Intermediate examinees of the Bihar school examination board were left fretting as over three dozen towns and a sizeable population across the state, barring the state capital, were affected after 10,000-odd contractual workers, associated with the Bihar State Power Holding Company Limited (BSPHCL), struck work on Wednesday.
The power firm, however, claimed that the strike had no effect whatsoever after it successfully restored most of the affected feeders by evening.
Of the towns affected, nearly a dozen did not have power for the larger part of the day. Among some towns severely hit till Wednesday noon were Samastipur, Pur nia, Siwan, Sitamarhi, Sherghati, Munger, Rajgir, Islampur, Katihar, Gopalganj, Ara, Saharsa, Sonebarsa, Nirmali, Triveniganj, Buxar, Dumraon, Jehanabad and Masaurhi.
Mandarins in the two discoms were unable to put a figure to the number of towns or the population affected due to the strike. Despite committing to provide newspersons with information on power drawal from Central sectors and allotment to different grids during the day, the power firm did not make available the requisite information till the time of going to the press at 8pm. However, they spoke in terms of feeders and grids and said that the strike did not have any impact.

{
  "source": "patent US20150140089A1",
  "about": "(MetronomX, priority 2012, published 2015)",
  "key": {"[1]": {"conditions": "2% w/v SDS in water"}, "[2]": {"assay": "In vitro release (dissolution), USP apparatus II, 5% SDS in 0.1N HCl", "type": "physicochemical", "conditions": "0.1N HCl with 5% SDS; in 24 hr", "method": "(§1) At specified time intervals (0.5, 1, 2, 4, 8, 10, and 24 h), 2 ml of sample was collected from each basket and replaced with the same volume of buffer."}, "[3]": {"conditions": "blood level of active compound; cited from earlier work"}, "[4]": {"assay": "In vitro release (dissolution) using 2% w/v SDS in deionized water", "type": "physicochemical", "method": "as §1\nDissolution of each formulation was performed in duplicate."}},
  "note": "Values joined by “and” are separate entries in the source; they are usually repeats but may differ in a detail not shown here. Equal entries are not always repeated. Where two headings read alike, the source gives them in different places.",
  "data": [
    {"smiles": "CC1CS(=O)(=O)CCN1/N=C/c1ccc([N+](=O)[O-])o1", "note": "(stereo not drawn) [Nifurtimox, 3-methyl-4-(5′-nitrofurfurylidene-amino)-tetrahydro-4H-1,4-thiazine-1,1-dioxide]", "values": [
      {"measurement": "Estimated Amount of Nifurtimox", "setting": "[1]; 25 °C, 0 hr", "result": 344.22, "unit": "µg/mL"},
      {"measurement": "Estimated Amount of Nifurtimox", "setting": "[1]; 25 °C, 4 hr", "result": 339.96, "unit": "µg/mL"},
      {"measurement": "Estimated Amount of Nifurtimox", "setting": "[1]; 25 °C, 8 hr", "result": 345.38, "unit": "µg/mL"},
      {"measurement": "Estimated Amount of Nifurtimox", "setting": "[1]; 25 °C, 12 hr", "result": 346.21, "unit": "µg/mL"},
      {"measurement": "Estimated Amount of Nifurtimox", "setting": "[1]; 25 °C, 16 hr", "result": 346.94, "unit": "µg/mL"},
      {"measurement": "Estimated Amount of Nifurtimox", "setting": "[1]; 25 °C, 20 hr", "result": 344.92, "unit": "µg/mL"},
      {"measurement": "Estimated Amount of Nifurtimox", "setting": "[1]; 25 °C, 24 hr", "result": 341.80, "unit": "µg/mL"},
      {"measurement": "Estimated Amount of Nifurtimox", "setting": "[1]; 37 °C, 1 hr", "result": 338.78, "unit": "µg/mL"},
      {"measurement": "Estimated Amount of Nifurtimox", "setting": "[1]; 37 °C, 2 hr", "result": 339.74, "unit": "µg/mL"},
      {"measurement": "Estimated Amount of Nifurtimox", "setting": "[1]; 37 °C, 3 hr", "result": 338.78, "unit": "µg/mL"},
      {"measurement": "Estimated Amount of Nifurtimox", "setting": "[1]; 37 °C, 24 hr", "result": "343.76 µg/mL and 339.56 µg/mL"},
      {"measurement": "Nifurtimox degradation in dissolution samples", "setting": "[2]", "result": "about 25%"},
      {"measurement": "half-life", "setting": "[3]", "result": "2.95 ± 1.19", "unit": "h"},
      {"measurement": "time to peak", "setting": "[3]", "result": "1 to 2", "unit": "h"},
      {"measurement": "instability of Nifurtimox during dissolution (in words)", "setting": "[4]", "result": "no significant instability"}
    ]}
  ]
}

Addressing newspersons at the BSPHCL headquarters here on Wednesday, managing director of the south Bihar power distribution company limited (SBPDCL), Palka Sahni, said: "We have been able to restore 29 of the 34 feeders in the SBPDCL and 36 of the 48 feeders of 33 kV in north Bihar power distribution company limited that were affected due to the strike."
Even as the power brass claimed that doors for negotiations were always open for the striking employees, the BSPHCL had recommended the state government to invoke the essential services maintenance act (ESMA). A decision was awaited.
The management had also issued show-cause notices asking all its 1045 of the total 1571 contractual employees who did not report for duty on Wednesday why their service contract not be terminated. The managementfs stand has been that electricity being essential services should not be disrupted.
Contractual workers, including assistant and junior engineers, switch board operators, junior linesmen and ekhalasis' (unskilled labourers), most being outsource employees, are on the warpath under the banner of the Vidyut Karmi Sangharsh Morcha, demanding regularisation of service. While 1,571 employees are directly employed on contract with the power holding company, a majority have been engaged on outsource through private firms.
While contractual staff are demanding service regularisation, those engaged through an outsource firm want that the power firm engage them directly and extend all facilities as applicable to its bonafide employee. Powermen had given a notice for indefinite strike on February 3.